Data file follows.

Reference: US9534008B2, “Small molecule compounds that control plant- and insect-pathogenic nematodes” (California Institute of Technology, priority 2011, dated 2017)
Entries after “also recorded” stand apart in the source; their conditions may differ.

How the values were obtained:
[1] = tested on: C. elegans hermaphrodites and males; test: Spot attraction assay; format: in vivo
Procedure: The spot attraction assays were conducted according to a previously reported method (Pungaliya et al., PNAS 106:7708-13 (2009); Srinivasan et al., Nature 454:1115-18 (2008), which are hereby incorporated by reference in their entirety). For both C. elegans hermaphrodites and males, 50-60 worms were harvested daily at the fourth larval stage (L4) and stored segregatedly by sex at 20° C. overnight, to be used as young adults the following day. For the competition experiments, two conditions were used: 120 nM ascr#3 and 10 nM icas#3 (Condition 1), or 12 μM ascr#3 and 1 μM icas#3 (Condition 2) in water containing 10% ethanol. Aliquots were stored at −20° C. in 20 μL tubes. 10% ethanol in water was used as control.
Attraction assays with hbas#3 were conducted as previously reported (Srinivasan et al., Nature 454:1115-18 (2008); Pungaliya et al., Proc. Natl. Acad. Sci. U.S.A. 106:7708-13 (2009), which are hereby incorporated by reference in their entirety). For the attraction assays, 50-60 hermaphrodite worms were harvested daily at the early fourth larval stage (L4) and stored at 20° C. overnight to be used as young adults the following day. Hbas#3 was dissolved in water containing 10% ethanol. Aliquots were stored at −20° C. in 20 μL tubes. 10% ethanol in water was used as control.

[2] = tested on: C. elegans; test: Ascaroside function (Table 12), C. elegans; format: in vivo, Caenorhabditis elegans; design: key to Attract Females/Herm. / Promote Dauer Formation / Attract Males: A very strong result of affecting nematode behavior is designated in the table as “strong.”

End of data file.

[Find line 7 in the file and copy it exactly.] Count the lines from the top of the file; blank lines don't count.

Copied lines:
[2] = tested on: C. elegans; test: Ascaroside function (Table 12), C. elegans; format: in vivo, Caenorhabditis elegans; design: key to Attract Females/Herm. / Promote Dauer Formation / Attract Males: A very strong result of affecting nematode behavior is designated in the table as “strong.”